Mike and Jackie Shulsky

Lansing - East Lansing Area Real Estate

 

The Home Buying Process

Buying a primary residence for home buyers is a major financial decision but also an emotional decision that involves many lifestyle factors. For most home buyers, the purchase of a primary residence is one of the largest financial transactions they will make. Buyers purchase a home not only for the desire to own a home of their own, but also because of changes in jobs, family situations, and the need for a smaller or larger living area.

Looking for a home seems fairly easy. You can drive around neighborhoods, visit Sunday open houses, and search Realtor web sites to view online visual tours. These are things you can do without assistance from anyone.

Things become more complex when you seriously decide to buy a home. You'll have questions about schools, neighborhoods, financing, taxes, inspections, contracts, disclosures, resale value, and how to make an offer for the home. You'll be wanting advice from a knowledgeable Realtor and a responsible mortgage counselor who can help you make a wise buying decision.

 

What you can you afford and how much can you borrow?

The first step in the home buying process is to find out exactly how much you can borrow and therefore how much house you can afford. While everyones circumstances vary, a mortgage loan is the most common way of purchasing a home.

A mortgage counselor will review your finances and explain various mortgage options that fit your budget. Once your credit history is verified, you'll be given a letter stating that you have been pre-approved for a specific amount of money. This letter is essential when making an offer on a home because it assures the seller that you will be able to close the deal. Sellers typically reject offers not supported with proof of financing.

 

Working with your Realtor

When purchasing a new car, you'd stop in at a dealership and have a salesperson show you the inventory.Your Realtor is your connection to the inventory of real estate for sale in the Greater Lansing market area.

All homes listed in the Multiple Listing Service (MLS) are marketed through real estate companies and can only be sold with the assistance of a licensed Realtor. Unlike automobile dealers who are limited to selling specific brands, a Realtor can show and sell any home listed in the MLS.

Your mission will now be to find a professional Realtor who has knowledge of market conditions, home values, and neighborhoods. A Realtor able to answer your questions and serve as your guardian angel during the home buying process. We invite you to contact us. We've helped hundreds of buyers with the purchase of all types of residential including foreclosures, short sales, new builds, student homes near MSU campus and luxury homes.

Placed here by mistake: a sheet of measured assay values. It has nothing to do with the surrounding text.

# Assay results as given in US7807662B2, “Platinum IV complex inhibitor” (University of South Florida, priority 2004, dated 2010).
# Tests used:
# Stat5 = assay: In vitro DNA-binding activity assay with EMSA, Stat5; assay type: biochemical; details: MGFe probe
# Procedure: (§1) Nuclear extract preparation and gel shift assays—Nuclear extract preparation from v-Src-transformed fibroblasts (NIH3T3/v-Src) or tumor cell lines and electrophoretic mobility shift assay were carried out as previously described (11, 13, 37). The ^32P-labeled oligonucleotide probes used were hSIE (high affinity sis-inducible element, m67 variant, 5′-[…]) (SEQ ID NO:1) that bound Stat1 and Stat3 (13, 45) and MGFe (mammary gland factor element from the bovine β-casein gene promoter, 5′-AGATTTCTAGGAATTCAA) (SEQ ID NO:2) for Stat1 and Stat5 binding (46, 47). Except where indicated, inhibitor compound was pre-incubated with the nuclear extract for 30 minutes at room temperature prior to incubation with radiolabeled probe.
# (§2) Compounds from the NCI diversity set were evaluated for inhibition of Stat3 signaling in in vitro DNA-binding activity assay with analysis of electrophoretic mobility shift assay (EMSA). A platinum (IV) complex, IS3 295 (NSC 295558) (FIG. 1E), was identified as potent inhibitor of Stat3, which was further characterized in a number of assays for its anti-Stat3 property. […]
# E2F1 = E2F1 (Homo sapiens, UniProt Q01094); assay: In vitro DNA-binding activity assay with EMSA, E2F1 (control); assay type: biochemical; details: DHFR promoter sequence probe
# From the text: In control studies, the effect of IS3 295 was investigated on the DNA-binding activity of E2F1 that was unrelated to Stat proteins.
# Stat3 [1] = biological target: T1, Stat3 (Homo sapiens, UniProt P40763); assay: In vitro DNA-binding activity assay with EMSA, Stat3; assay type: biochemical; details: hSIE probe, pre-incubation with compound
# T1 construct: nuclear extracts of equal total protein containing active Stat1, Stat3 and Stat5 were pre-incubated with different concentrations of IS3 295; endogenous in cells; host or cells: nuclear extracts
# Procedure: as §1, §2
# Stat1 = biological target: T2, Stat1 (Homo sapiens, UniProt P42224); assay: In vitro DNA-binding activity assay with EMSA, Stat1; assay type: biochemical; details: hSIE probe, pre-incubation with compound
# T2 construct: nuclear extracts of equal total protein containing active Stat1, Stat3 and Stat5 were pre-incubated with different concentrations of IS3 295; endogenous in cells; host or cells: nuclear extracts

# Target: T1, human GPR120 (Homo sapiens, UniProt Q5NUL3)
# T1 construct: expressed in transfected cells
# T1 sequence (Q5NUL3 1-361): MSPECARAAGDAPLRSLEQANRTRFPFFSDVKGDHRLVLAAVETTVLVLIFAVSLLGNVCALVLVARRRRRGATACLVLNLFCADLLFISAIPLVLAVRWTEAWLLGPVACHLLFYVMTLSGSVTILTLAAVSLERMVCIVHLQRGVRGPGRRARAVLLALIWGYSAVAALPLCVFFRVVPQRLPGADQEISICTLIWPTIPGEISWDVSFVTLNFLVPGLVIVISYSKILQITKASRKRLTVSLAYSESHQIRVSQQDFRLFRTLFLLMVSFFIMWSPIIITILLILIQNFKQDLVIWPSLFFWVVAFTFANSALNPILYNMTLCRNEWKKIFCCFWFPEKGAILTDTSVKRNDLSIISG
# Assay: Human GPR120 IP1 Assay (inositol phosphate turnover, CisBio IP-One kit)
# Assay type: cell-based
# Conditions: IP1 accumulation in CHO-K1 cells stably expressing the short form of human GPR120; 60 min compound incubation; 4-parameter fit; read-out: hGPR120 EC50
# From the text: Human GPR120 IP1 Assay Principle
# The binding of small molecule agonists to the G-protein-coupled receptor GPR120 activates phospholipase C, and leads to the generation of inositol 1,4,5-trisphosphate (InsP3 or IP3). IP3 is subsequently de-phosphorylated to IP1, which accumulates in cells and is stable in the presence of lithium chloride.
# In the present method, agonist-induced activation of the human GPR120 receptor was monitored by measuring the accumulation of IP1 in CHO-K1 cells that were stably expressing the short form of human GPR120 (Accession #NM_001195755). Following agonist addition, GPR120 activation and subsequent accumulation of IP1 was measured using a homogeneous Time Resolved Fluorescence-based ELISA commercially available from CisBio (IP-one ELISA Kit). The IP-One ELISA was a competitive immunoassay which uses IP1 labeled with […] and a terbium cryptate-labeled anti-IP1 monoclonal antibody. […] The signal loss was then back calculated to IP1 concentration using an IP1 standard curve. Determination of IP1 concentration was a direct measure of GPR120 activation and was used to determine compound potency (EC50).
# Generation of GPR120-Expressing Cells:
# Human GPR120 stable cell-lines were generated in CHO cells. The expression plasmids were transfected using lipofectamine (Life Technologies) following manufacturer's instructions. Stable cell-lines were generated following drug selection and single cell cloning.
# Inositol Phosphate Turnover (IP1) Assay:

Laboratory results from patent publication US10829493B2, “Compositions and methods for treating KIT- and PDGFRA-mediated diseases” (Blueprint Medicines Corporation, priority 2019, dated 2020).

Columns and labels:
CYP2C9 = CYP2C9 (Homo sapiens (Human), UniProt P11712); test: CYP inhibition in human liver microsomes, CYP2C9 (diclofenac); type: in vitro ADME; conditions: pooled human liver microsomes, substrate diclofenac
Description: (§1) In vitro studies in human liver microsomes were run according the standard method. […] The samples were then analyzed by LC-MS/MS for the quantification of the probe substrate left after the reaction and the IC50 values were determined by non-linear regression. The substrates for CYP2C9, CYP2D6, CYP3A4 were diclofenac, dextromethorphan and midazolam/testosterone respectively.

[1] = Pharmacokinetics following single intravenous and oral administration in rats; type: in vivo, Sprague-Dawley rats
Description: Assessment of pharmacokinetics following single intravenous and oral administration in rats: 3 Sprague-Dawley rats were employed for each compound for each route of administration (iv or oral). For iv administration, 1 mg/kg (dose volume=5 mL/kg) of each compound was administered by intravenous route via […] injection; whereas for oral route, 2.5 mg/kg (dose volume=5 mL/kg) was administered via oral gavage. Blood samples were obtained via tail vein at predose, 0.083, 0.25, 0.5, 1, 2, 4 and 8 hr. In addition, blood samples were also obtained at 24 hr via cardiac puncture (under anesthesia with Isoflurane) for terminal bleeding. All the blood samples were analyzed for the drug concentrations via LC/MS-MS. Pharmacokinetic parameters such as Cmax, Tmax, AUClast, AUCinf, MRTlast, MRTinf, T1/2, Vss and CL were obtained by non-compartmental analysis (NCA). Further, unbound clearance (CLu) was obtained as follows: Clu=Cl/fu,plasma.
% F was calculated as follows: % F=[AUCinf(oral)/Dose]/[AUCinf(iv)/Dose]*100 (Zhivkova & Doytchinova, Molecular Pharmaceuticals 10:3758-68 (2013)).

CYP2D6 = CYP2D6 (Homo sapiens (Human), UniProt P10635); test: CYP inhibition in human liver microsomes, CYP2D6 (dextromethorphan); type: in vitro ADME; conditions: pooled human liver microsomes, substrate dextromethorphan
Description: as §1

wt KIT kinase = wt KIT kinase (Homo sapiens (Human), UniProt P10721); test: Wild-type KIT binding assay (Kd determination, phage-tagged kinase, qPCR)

Finding the "right" home

Supported with financial backing and guided by your trusted Realtor, you are ready to begin the home search with confidence. You've probably already considered what you want in a home and where you want to live but you should also think about how long you’ll stay there and if your needs will change during that time. Don't worry if you have difficulty picturing a home that fits your requirements or have no knowledge of the Lansing area neighborhoods and communities. This will become clear as look at homes.

During the "search" you'll visit homes and begin asking questions about neighborhoods and property values. You should expect to be disappointed with many of the homes you visit...this is how you'll sort it out. Visiting a string of disappointing homes has been a waste of time. You've simply been eliminating the homes that don't work for you. Every home is unique and you're the only one who knows what who knows what appeals to you.

 

What is the Multiple Listing Service?

 

Making a purchase offer

Once you've found the right house, the next step is to make an offer. If everything goes well, this offer will become the basis of a contract between you and the seller for the purchase of your new home.

Before making an offer, your Realtor will do a market analysis to see how much buyers have been paying for similar homes in the neighborhood and then share a professional opinion of what price and terms should be written into the contract. No two sellers have exactly the same circumstances but years of negotiating purchase offers has given your Realtor a sense of what to expect in a variety of situations.

Home inspections

Now that you have a contract to purchase a home you'll want to have it inspected for unknown conditions that even the seller may not have been aware of.

A home should be inspected by professionals who know what to look for. The most common inspections are for pests, structure, electrical, plumbing, heating and AC, radon, well, septic and survey. Buyers have also done inspections for mold, asbestos, swimming pools, checked the schools, studied an association's restrictions, and inquired about criminal activity.

If the inspection went well an addendum is signed agreeing to remove the inspection contingency. If the inspection went badly, the contract can be terminated.

 

On to closing...

Once the inspection contingency has been removed, the mortgage company will begin their task of assembling the paperwork for your mortgage loan. This can take three to four weeks and will include a professional appraisal of the property to be sure it's worth what your paying and an in-depth review of your current financial picture. A mortgage processor will forward this information to the bank's underwriter for final approval of the loan. Once the loan has been underwritten, the closing date is set and you meet with the seller at a title company to sign paperwork and transfer ownership of the property.

Congratulations on the purchase of your new home!